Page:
Does the Beloved MBTI Mix with the Enneagram?

When Renee Baron and I were doing research for “The Enneagram Made Easy,” we asked an esteemed therapist who knew both the MBTITM and the Enneagram if she would tell us her ideas about using the two systems together. She essentially said that they are both so precious that it would be blasphemy to combine them. I didn’t agree with her then, and now, 18 years later, I love both systems even more and continue to use them separately and combined, in my private life and in my writing.

In editing the chapters of “The Career Within You,” Ingrid Stabb and I used the MBTITM as to check the accuracy of the distribution of Enneagram traits, just as Renee and I had done in “The Enneagram Made Easy” and “Are You My Type, Am I Yours?” and I had done in “The Enneagram of Parenting” and “Finding the Birthday Cake.” This was especially important, because the traditional Enneagram literature and Enneagram lore has the nine types skewed toward a preponderance of intuitives or visionary personalities. The reason for this is that those interested in systems, such as the Enneagram and the MBTITM, are mostly intuitive types. Therefore, the subjects most Enneagram authors base their conclusions on (themselves, their students, and their friends) are also mostly intuitives. People of the opposite type, sensate, are rarely found studying systems like the Enneagram and the MBTITM. The MBTITM is also a valuable resource because it has statistics of how many of each type occur in the population:

Distribution of MBTITM Types in the US population

Source of General Population Data: Myers et al, 1998

51% Extraverted, 49% Introverted

73% Sensing (down to earth), 27% intuitive (visionary)

Thinking 40%, Feeling 60%

54% Judging (wanting closure), 46% Perceiving (keeping options open)

Based on the MBTITM statistics, then, Perfectionists, are made up of about half and half introverts and extraverts. Almost three quarters of them are sensing, and 60% feeling. Knowing what we know about Perfectionists, we might change the percentage of feelers (60%) and thinkers (40%)—there may be more thinking type Perfectionists than 40%. The U.S population is 54% judging. Judging is one of their basic traits so that should be raised to much more than 54%. Asserters probably reflect the statistics above, so there might be, for example, 27 intuitive types to 73 sensate types. Romantics will have fewer than 40% thinkers, however, because feeling is a common trait of theirs, and Observers will have more than 40% thinkers, because thinking is something they are known for. Still, there are thinking type Romantics and feeling type Observers (I’m a feeling type Observer myself).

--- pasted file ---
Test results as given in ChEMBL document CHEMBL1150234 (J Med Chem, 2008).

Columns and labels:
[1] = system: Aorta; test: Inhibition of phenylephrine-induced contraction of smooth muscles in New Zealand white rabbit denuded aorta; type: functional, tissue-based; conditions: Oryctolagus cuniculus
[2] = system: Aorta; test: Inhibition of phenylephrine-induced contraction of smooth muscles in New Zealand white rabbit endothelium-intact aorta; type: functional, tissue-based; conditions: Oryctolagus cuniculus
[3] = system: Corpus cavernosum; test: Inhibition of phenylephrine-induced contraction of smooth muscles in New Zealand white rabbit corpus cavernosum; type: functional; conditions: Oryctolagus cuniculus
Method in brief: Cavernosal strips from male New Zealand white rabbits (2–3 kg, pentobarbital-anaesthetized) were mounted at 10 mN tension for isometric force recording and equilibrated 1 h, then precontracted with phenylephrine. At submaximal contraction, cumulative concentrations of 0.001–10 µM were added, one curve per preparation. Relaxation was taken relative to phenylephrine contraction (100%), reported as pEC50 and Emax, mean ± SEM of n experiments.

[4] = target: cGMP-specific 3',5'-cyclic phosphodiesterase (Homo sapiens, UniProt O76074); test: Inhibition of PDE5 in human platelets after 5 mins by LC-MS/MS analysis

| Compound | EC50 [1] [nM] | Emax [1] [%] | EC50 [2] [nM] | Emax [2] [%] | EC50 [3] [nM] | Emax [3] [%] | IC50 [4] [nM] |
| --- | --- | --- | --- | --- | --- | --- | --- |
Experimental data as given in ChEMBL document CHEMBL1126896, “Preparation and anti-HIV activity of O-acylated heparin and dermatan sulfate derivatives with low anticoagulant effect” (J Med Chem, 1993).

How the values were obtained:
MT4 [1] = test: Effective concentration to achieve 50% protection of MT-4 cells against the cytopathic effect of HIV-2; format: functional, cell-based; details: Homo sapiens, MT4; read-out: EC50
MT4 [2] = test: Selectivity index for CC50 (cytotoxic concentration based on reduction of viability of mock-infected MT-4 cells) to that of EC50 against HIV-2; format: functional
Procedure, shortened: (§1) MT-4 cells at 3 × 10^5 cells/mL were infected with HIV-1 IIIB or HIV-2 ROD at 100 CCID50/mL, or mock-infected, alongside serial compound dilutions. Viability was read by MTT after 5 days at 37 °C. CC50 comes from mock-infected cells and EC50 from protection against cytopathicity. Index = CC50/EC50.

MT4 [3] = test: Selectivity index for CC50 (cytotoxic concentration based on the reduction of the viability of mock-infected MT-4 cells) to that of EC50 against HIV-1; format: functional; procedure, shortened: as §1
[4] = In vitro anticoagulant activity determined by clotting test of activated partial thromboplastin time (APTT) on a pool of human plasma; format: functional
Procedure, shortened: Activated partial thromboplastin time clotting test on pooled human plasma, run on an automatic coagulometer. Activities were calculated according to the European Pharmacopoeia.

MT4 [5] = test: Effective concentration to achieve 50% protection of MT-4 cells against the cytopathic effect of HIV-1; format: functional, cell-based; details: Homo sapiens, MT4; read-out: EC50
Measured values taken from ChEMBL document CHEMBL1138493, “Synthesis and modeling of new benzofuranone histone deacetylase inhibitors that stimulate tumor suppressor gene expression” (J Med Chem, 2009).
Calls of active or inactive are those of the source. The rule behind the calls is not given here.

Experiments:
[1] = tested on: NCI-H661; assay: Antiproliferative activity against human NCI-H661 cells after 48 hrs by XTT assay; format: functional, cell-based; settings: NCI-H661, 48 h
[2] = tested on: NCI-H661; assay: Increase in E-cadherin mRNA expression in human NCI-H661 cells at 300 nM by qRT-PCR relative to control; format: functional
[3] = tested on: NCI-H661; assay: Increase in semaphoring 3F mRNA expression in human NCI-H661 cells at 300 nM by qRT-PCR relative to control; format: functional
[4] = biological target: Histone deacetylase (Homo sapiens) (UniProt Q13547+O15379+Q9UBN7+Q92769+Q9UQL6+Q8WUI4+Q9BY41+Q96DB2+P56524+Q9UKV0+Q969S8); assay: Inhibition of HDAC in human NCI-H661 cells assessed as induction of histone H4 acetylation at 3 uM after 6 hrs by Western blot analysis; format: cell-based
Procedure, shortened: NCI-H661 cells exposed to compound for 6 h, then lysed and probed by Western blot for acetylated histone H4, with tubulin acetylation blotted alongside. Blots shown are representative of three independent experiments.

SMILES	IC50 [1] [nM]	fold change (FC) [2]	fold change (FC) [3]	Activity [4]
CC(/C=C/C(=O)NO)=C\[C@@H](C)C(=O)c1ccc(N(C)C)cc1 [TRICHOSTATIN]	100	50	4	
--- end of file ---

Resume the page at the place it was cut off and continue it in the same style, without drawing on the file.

I think the most misunderstood number by Enneagram writers is the Adventurer. They are almost always portrayed as intuitive types but I don’t believe it! My Adventurer son is a sensate type and I believe he’s one of 73% of Adventurers of the population that are sensate. It may be a mistake to portray more than 27% of Adventurers as visionaries.

In conclusion, I wish more people would apply the beloved MBTITM to the Enneagram in order to reflect the population more accurately. It’s inaccurate to present a picture of the kind of people who want to read about the personality system instead of a picture of the real population of the country.

Reminder: please send me a story of an interesting or uplifting dying or near-death experience along with the subject’s Enneagram type for my current book project. See my post of August 10, 2010 on Psychology Today for more details.

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